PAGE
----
Young Professionals Can Be Great Mentors

May 1, 2016, Department, by Kara Kish

Kara Kish, MPA, CPRE, CPSIMentorships play a powerful role in shaping the professionals we become and the budding professionals we inspire. Our passion for the field, our dedication to the essential service of parks and recreation and our conduct as professionals is influenced by those who serve as our guides, friends and mentors. As young professionals, we are in a unique position to absorb the wisdom of distinguished professionals as well as make a lasting impact on those who have recently entered or are preparing to enter the field. Caring, lasting and impactful mentorships have undoubtedly shaped who I am as a young professional, and every opportunity I have to serve as a mentor for a fellow young professional or student continues the succession and betterment of our field of practice.

My exposure to professional mentorship began as a student at Indiana State University. On the first day of my academic journey, I instantly connected with a professor whose mentorship of my career continues to this day. Throughout my studies, professors have served as more than instructors. They were my first mentors. Diverse mentorship relationships began to form as I started my career. Some occurred naturally from among those who served as my direct supervisors and those who were peers within my state. Then, I began to seek more formal, professional mentorships. Through NRPA’s Young Professional Fellowship and the American Academy for Park and Recreation Administration’s Young Professional Externship, I was paired with incredible mentors. Many of these mentorships have developed and thrived throughout my career.

Another outstanding program designed to create mentorships between young professionals and distinguished professionals, as well as young professionals and students, was created through a partnership between the NPRA Young Professional and Administrators Networks (click here to learn more about NRPA’s networking groups). The program reflects the ideal that mentorship is valuable at any stage in your career and that at any stage in your career, you have something to offer — especially as a young professional.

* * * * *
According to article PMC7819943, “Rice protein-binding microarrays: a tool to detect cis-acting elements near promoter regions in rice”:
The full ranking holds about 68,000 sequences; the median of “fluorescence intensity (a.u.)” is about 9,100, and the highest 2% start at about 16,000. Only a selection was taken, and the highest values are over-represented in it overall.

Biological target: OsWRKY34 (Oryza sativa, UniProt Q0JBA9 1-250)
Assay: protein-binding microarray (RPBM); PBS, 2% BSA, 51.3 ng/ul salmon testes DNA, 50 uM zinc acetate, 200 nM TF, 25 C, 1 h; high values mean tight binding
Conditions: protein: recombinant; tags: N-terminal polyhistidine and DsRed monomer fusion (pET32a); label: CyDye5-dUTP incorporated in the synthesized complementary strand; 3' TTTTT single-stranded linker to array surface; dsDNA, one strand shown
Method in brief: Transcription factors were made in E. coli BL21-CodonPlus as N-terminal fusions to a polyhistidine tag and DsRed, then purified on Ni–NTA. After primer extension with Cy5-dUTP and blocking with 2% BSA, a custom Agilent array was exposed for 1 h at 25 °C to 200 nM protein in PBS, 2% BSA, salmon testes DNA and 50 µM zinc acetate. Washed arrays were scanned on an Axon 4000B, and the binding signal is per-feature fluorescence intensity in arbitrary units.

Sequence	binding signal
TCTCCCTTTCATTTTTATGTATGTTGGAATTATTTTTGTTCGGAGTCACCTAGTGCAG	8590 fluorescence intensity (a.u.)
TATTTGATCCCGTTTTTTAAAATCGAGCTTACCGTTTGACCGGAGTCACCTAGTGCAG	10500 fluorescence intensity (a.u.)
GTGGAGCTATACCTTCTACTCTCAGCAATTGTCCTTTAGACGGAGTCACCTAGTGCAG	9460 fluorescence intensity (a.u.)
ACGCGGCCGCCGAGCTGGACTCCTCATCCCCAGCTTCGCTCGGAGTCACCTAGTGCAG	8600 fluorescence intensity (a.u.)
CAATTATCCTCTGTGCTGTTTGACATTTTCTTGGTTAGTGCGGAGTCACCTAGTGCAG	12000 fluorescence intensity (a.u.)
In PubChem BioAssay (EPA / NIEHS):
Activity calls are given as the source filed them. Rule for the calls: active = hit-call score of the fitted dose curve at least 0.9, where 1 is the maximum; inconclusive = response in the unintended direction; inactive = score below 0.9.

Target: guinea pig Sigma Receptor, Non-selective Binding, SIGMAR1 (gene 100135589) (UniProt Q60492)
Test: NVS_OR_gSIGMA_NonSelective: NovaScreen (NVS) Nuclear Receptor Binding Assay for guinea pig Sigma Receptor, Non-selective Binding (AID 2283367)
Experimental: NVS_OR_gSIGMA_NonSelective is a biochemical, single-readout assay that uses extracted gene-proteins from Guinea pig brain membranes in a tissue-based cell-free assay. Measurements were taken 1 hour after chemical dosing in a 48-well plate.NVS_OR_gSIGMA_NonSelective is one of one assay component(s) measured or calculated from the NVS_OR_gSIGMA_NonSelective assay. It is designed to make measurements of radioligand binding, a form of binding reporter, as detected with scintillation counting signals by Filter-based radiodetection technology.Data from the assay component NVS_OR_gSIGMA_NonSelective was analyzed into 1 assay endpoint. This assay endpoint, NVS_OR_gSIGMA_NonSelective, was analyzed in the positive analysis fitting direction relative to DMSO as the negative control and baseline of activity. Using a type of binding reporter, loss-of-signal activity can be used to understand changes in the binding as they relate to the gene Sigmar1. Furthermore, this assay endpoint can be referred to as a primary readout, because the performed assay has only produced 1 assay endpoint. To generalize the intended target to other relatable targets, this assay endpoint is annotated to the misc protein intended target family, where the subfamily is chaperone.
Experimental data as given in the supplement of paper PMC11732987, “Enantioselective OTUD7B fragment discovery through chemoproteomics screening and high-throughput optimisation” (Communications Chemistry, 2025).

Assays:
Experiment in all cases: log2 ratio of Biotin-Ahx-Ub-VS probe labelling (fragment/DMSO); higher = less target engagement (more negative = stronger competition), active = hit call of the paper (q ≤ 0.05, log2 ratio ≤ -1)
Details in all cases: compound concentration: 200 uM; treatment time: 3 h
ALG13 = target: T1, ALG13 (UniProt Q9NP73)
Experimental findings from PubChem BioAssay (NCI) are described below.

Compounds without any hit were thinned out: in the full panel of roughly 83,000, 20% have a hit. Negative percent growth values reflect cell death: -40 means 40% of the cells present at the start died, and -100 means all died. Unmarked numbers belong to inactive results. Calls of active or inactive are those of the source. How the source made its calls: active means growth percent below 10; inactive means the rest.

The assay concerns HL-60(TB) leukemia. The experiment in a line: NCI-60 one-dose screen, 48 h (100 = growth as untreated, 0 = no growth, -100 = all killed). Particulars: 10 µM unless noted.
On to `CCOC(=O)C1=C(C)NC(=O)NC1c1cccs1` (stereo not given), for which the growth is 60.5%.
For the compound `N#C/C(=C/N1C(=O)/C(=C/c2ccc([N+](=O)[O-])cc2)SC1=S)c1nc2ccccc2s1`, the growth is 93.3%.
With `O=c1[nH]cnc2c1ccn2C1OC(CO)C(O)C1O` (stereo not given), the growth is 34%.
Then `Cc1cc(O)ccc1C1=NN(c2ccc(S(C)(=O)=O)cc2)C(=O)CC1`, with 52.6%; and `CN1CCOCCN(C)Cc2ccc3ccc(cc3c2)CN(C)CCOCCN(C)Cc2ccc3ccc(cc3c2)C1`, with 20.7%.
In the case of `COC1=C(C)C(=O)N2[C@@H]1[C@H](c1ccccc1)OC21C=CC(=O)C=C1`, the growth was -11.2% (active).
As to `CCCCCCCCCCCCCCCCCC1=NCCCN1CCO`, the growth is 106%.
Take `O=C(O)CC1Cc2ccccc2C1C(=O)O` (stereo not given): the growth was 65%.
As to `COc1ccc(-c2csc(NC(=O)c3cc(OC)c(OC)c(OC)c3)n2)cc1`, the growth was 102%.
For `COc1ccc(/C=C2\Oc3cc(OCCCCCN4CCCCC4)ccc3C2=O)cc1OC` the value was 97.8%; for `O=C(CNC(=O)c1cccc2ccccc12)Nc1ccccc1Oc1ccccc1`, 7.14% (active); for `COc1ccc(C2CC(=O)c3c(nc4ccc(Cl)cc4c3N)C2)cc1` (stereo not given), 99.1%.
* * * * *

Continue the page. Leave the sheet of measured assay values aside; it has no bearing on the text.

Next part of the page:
Personally, I have found a consistent pathway to mentorship of students through my role as an adjunct professor at Indiana State University. One of my greatest moments came last year when I was recognized by the Indiana Park and Recreation Association for my role in education. While accepting this award, I looked into the crowd and saw there many of my former students who are now my peers. This moment quite literally brought me to tears. I was immeasurably proud of each of them. 

After six years in higher education, I am profoundly aware of the influence afforded to me as their instructor; however, I believe the proximity of our careers directly contributed to the formation and sustainability of mentorships. It is through this unique prism that all young professionals can excel at mentorship. Students are facing the immediate challenge of transitioning from academic studies to the field of practice. Your experience as a young professional is fresh and relevant, which is highly valued by students. All young professionals have experiences, advice and knowledge to share through mentorship.  Your students are waiting for you!         

Mentorships are delicate; not every mentor relationship is anticipated to remain with you for the length of your career, and that is ok! Great mentorships are reciprocal, considerate and, in the best scenario, fun! I value the mentor/mentee relationships I am part of because they are unique to me and that individual. Other mentors have what I have, but it is uniquely theirs. Mentorships persist because both parties connected at some point and are along for the ride together.   

What I have learned is that a great mentor sees the value in what you contribute to the field. A great mentor never feels threatened by your achievements. A great mentor openly welcomes candor or even panic during your struggles. And finally, a great mentor will always celebrate your successes. My mentors have been my greatest cheerleaders, my inspirations and my ideals of professionalism. To those that might call me their mentor, I cannot wait to see the impact each of you has on my beloved profession!     

Kara Kish, MPA, CPRE, CPSI, currently serves as the Superintendent of the Vigo County Parks and Recreation Department (Indiana) and as an Adjunct Professor at Indiana State University.